ED 650 Discussion: Wait, podcasts still exist?


Which podcasts or weekly subscriptions do you listen/subscribe to? If you don’t subscribe to a topic – why not? What are the potential uses for integrating weekly podcasts into a learning environment?

My Response:

I do not presently listen to any podcasts and I have to say that I personally see them as inferior to other methods of knowledge distribution. I have always struggled with strictly audio learning (such as listening to a lecture) and podcasts are just that. I lose focus easily and before I know it I’m off thinking of something else and I missed a big chunk of content. My attention span for audio is very small. I struggle to even listen to audio books for fun! To stay engaged, I need to see a video, a slide presentation (text heavy is fine with me – I learn well through reading), even just slides with relevant images.

I recognize that this isn’t universally the case and that some people do well with learning by hearing. However, I would still be inclined to incorporate material with a visual or text component to engage more learners.

I do engage regularly with text-based material. I use Twitter to participate in chats, follow conversations, and follow influential users. I frequently discover relevant articles and websites this way. In addition, I recently started using Browzine, an app my library subscribes to that pushes scholarly journal content to my iPhone. Rather than having to search for articles, I can serendipitously discover what is being published in select journals of professional interest to me.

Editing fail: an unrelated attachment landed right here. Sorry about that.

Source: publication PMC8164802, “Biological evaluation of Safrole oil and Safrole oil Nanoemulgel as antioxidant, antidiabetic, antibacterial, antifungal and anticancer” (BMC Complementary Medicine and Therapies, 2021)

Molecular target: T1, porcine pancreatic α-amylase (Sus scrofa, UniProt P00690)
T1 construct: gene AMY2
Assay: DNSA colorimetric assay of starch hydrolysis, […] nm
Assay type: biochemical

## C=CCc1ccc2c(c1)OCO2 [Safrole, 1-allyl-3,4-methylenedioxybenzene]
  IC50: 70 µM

I see more value in teaching students (keeping in mind that my students are college-level) how to build a personal learning network using things like Twitter (or LinkedIn discussion boards or whatever) so they can be engaged in topics that interest them, keep up with their fields, etc.

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